In Astratto explored fifty years of innovation in Italian abstraction, and presented a comprehensive survey of the myriad approaches to the subject that emerged during the key period from 1930 to 1980.
Abstraction developed in Italy out of the pioneering experiments of Futurist artists such as Giacomo Balla. It evolved through the incredibly varied work of many figures associated with the movement during the inter-war years; from the geometric imagery of Mario Radice and Manlio Rho and the singular and playful compositions of Osvaldo Licini to the dynamic, mixed-media constructions of Enrico Prampolini. This work influenced post-war artists belonging to groups such as Forma, including Giulio Turcato, Piero Dorazio and Achille Perilli.
A rigorously geometric approach characterised the work of artists associated with the Movimento Arte Concreta, founded in 1948 by Bruno Munari and Atanasio Soldati: ‘Concrete’ painters who aimed to create an art that would be free of any allusions to the forms of external reality, grounded solely in the harmonious arrangement of geometric planes and colours. Reacting against this, artists such as Renato Birolli, Giuseppe Capogrossi and Emilio Vedova adopted a more painterly approach during the 1950s in accordance with the more expressive character of Art Informel.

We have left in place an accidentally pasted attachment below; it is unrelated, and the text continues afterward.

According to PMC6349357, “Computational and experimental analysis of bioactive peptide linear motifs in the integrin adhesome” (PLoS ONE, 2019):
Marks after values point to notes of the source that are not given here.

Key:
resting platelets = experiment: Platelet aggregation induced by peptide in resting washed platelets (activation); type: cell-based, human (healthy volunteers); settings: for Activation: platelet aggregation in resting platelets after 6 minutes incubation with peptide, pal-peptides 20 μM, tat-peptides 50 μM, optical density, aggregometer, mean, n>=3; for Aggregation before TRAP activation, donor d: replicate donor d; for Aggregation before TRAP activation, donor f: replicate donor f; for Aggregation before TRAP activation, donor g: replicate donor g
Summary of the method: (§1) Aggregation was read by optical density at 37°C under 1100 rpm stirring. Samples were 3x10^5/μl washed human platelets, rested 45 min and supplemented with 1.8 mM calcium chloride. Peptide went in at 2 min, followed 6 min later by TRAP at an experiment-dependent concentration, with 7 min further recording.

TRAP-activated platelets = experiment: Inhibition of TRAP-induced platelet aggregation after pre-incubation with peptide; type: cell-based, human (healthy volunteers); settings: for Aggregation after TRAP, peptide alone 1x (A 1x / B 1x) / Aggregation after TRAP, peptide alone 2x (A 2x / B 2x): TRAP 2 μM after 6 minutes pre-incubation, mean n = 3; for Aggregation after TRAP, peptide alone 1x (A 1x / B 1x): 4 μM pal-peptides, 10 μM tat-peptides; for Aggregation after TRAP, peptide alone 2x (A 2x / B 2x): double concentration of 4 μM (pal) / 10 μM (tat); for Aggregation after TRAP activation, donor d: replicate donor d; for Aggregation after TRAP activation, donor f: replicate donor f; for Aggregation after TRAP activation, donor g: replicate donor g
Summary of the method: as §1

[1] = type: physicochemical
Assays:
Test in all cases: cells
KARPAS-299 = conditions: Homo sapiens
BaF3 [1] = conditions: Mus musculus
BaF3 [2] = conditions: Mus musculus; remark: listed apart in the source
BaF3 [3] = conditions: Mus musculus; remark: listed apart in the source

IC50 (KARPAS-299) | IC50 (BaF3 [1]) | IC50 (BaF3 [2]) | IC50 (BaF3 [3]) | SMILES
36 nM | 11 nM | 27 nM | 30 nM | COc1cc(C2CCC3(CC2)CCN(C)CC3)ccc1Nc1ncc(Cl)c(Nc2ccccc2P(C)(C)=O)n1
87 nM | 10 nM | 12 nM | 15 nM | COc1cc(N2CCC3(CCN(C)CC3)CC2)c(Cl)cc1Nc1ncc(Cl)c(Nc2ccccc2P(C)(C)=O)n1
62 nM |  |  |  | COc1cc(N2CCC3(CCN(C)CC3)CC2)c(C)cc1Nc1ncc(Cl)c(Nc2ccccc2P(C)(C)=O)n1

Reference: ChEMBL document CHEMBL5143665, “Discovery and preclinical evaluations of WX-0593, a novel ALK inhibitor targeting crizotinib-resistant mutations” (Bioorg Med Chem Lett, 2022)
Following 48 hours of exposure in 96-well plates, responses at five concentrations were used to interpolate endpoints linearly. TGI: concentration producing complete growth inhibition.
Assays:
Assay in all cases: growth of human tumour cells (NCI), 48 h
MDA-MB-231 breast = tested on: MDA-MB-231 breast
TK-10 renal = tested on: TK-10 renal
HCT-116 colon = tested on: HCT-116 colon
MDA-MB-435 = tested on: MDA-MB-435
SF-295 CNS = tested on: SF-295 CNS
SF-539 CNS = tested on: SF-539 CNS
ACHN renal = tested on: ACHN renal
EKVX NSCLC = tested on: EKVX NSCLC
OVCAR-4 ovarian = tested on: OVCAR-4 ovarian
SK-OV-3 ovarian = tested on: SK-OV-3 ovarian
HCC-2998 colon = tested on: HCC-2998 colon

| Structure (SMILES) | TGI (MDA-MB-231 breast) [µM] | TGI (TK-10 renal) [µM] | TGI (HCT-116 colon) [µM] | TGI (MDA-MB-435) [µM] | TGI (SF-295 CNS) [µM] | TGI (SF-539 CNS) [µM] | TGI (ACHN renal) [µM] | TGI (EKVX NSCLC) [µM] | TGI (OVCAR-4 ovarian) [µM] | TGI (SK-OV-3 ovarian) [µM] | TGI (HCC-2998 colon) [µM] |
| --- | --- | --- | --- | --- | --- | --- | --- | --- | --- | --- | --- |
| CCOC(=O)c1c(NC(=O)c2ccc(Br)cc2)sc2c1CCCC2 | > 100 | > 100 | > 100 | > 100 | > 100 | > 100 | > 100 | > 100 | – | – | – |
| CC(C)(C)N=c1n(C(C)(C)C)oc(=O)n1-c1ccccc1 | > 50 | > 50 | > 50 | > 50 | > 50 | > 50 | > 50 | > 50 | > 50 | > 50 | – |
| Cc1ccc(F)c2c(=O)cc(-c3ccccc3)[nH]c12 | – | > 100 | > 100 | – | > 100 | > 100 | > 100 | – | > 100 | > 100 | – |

Certain key protagonists of Italian abstraction paved the way for the innovations of conceptualism and pioneered novel approaches to the construction of the artwork that developed throughout the 1960s. Like Lucio Fontana’s slashed canvases and Piero Manzoni’s mixed- media Achromes, the work of artists such as Enrico Castellani, Agostino Bonalumi and Paolo Scheggi manifested a desire to transcend the restrictions of painting, blurring the boundaries between two and three dimensions by means of the shaping, stretching and layering of their canvases.
At the same time, the work of Franco Grignani and Dadamaino revealed an interest in the perceptual experiments of Op Art. During the following decade artists began to promote those painterly values which had come to be seen as somewhat outmoded following the experiences of conceptual art and Arte Povera, and through their work, the proponents of so-called ‘Analytical Painting’ brought Italian abstraction full circle, rediscovering a fascination with the autonomous aesthetic qualities of pure form and colour.
Curated by Matteo Fochessati, and organised by the Scientific Committee of the Regional Centre for Contemporary Art in Liguria (CRAC), this exhibition drew on the rich collections of the region’s three principal museums dedicated to modern and contemporary art: Genoa’s Museo d’Arte Contemporanea di Villa Croce; the Centro Arte Moderna e Contemporanea (CAMeC) of La Spezia; and Savona’s Palazzo Gavotti – Fondazione Museo di Arte Contemporanea Milena Milani.